He Got GameReviewed By Rob Gonsalves
Posted 12/27/06 15:37:34
Flawed father figures are a recurring theme in Spike Lee's work. Think of the pizzeria owner Sal and his two sons in "Do the Right Thing," the uncomprehending dads in "Jungle Fever" and "Get On the Bus," the paternal but deadly crack lord Rodney in "Clockers," the musician struggling to support his family in the autobiographical "Crooklyn." Lee has had a tempestuous relationship with his own father, Bill Lee, a musician who scored Spike's early films; when Bill Lee got busted for heroin possession, he invoked his famous son's name to the police to get out of trouble.He Got Game, Lee's 1998 film and one of his finest, feels like a reconciliation of sorts. The story of a screw-up father and his superstar son, it's perhaps Lee's most personal film since Crooklyn. Denzel Washington is Jake Shuttlesworth, who's spent the last six years in Attica for murder. Jake is offered a reduced sentence if he can persuade his son Jesus (Ray Allen), a high-school hoop legend, to sign on with the governor's preferred college basketball team. (Well, Jesus may get an education there too, but that's considered beside the point.) The challenge is that Jesus loathes his father and won't talk to him; he sees Jake as one more vulture who smells cash.
The hyperbole surrounding Jesus gets to be so intense it's funny -- though not for Jesus, whom Lee presents as a martyr for the '90s. True to his name, Jesus is being tempted right and left, and his indecision about which college he'll attend is his way of avoiding, if you will, a crucifixion -- he won't be nailed down. Movie directors as visible as Spike Lee has been may also feel crucified by the media, betrayed by false friends who come sniffing around for money (there's a montage of beggars who sound like people Lee may have dealt with). Lee loves basketball, sees it as a graceful way out of the projects for many African-Americans, but he's also all too familiar with the pitfalls of the sports culture -- you'll recall him in the great documentary Hoop Dreams advising athletes to use their heads.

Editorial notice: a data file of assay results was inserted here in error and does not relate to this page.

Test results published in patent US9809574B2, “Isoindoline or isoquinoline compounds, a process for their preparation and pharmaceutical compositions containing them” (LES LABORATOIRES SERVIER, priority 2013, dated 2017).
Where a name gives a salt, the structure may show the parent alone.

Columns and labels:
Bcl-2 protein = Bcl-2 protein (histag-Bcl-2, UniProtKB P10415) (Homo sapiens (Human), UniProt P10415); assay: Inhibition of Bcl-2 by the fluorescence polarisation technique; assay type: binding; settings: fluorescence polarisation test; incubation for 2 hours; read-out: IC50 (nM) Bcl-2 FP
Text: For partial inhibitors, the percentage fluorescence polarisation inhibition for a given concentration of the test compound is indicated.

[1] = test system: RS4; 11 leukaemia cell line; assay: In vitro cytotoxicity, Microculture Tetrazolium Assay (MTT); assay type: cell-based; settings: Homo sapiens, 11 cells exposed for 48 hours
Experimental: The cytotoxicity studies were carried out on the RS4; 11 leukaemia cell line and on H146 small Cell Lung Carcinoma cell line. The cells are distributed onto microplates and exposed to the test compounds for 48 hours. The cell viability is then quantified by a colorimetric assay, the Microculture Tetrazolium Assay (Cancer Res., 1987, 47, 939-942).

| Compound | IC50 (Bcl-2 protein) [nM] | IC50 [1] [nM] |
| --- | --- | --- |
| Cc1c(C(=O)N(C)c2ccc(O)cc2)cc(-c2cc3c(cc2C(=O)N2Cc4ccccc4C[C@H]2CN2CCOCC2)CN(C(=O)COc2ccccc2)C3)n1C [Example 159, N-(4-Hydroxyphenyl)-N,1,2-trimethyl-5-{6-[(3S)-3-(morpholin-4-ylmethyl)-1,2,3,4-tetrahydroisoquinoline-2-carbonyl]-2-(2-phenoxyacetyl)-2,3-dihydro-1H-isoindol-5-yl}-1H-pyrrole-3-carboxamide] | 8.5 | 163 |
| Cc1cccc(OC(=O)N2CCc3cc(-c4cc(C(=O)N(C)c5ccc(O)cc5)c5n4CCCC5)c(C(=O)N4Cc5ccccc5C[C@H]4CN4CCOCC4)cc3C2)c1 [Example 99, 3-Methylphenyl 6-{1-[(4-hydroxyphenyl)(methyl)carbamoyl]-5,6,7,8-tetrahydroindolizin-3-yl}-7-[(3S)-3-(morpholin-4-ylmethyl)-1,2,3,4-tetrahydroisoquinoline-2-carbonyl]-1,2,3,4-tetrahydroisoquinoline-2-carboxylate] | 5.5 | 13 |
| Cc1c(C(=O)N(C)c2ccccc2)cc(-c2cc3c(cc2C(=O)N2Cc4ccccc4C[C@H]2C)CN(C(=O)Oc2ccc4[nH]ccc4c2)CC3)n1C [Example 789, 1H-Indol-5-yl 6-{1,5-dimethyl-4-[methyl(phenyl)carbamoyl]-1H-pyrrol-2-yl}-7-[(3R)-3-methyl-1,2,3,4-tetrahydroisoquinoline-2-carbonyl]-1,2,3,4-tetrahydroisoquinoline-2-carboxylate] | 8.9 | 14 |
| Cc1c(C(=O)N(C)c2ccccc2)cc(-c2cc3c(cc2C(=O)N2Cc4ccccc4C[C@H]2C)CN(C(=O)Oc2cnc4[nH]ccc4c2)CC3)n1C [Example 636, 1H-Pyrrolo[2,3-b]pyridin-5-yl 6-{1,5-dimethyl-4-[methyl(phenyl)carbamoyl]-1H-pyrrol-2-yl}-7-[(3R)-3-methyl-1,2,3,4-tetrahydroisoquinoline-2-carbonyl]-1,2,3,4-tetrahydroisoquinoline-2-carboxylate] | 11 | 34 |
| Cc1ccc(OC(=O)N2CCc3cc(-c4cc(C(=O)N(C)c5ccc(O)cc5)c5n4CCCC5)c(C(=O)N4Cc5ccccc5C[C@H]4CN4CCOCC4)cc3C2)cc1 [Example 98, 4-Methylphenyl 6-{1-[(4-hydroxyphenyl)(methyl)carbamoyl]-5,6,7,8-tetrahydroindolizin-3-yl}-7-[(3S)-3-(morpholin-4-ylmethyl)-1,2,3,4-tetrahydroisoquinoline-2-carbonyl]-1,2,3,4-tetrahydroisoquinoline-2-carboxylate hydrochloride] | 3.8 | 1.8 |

As a filmmaker, Lee only gets better. The great young cinematographer Malik Hassan Sayeed, with whom Lee has worked since Clockers, uses a saturated and gritty palette to give the images a hyper-realistic texture. Lee doesn't push as hard for effects now; he's mellowed -- Malcolm X marked the beginning of a more mature and measured style -- and He Got Game is a nimble and engaging work, with important scenes that feel casual and tossed-off (that's a big compliment). He has also, thank God, dropped his curious habits of having people walk down a street as if they were being pulled along on wheels, and shooting entire scenes through a distorting lens (he uses that effect in just two well-chosen shots here).
Casting the nonactor Ray Allen, a guard for the Milwaukee Bucks, was a major risk that generally pays off. Allen is natural and low-key, if sometimes a little too subdued in emotional scenes. His achievement is that he holds his own with Denzel Washington, who should work more often with Lee; with other directors, he can be a tad stiff and inexpressive, as if refusing to yield to the poor movies (like Virtuosity and Fallen) he finds himself in. Lee, however, knows how to deglamorize Washington, giving him the freedom to play noble failures like Jake, with his bad 'fro and his way of making grilled-cheese sandwiches with an iron. Washington's Jake is palpably sorrowful; even his pride in his son is tempered with regret.
He Got Game climaxes with Spike Lee's version of the Big Game in sports movies: Jake and Jesus face off on the court, playing for Jake's future. Will Jesus do the right thing? In the concluding scenes, Lee achieves his reconciliation in an indirect way -- he tells us that even screw-up fathers can teach their sons by being negative role models, examples of what not to do. It's not much, but it's something.The final sequence (which I won't reveal) isn't meant to be taken literally; Lee is saying that the ball is in Jesus' court, and that it's up to him to be the man his father couldn't be. In real life, Lee isn't only a disappointed son now; he's also a father himself, and the movie may be his acknowledgment that fatherhood is never easy.
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